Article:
It began innocently enough.
There we were, innocent boomer (and beyond) children looking up to Superman, gobsmacked by his prowess and great strength. Really? You can do that, Superman? Squeeze a lump of coal into diamond? Not just once did we witness this feat, but time after time.
Unless Superman has Superhot hands, the Super Squeeze is just not going to cut it; diamond formation requires heat. The kind of heat you get when you shove rocks 100 miles or so down below Earth’s surface, where diamonds crystallize.
Perhaps somewhere along the way, a geologist sat Superman down and explained to him the facts of diamond formation, and how you theoretically could take a lump of coal and, given enough squeezing, make a diamond. But only if you add a lot of heat.
That would explain why Superman started using lightning to make diamonds.
Really little bolts, though. Hand-held, pocket-size lightning.
Lightning is very, very hot, along the order of 54,000°F, about 5 times the temperature of the surface of the sun.
But, heat alone can’t turn coal into diamond and lightning strikes at coal mines are far more likely to catch the coal layer on fire than to make a single diamond.
Am I being too persnickety here?
Perhaps I expect my Superheroes to be omniscient as well. Or at least geologically literate. But is this fair?
I, of all people should criticize an author for taking what is known about something on Earth and flying into fantasy with it? (see Corvus Rising-my book about crows who talk to humans.)
In my own defense, it is not impossible for crows and humans to communicate (see Language of the Crows), and I offer a scientific, gene-based explanation for this ability.
Fantasy fiction takes us away on the gift of tongues, illuminating the path into the darkness of the silent unknown, tantalizing us with magical journeys that reveal the secrets of our universe. Hopefully we have the ears to hear and the eyes to see.
I’m glad Superman saw the light, keeping his Superhero image intact in the eyes of geologists everywhere. In the late 20th Century, however, when cartoon characters leaped from the printed page onto the big screen, it seems that Superman lost a little know-how in the diamond department.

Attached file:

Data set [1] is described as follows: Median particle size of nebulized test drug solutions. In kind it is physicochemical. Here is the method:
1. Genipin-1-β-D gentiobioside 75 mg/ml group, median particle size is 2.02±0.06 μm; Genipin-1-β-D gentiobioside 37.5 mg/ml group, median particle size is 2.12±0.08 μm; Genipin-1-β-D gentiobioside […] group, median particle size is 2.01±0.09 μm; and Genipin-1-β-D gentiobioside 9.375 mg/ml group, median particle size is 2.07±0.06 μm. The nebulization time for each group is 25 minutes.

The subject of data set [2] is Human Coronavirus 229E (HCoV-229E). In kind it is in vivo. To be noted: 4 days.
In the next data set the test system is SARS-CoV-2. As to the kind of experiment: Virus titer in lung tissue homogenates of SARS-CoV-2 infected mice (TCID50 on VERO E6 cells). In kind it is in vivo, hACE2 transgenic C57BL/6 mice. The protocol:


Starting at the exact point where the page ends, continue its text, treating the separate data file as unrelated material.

Alas, that Superman’s memory is less legendary than his great strength. What the cartoon knew, the “real” human did not.
That the truth of diamonds ever made it into a comic book is astonishing, however, and cause for a moment of gratefulness.
No Virginia, Diamonds Do Not Come From Coal
I am ecstatic when our scientific understanding about the Earth makes its way into cartoons, for no other reason than children watch them, the little sponges that they are. It’s very hard to dispel those childhood myths about coal and diamonds, to say nothing about the Flintstones and dinosaurs living side-by-side? For heaven’s sake, the dinosaurs had been extinct for at least 63 millions years before the first humans showed up.
Diamonds form at the base of Earth’s crust, where pressure and temperature are very great. When pressure exceeds rock strength, an intense, but short-lived volcanic eruption occurs, and molten mantle rocks are shot to the surface through kimberlite pipes at the speed of sound.
That’s 768 miles per hour!
Kimberlite pipes bring up other minerals as well, like garnets, mined for use in sandpaper products. The Navajo Volcanic Field in the Four Corners area of the Southwestern US (not to be confused with Monument Valley), a few diatremes (the eroded remains of a kimberlite pipes) poke up out of the desert floor, Shiprock being the most well known.
Diamonds almost always are far older than any of the coal layers on Earth, and the carbon comprising them is almost never from living organisms. The fearlessly curious might click HERE for exhaustive information on the chemistry and crystal structure of diamonds.
Unlearning a ‘fact’ is harder than diamonds sometimes. Superman burned an urban myth into our 21st century collective memories at an early age that to this very day most of us still carry with us.
It’s not a matter of geological correctness. It’s a matter of the truth being so much more marvelous.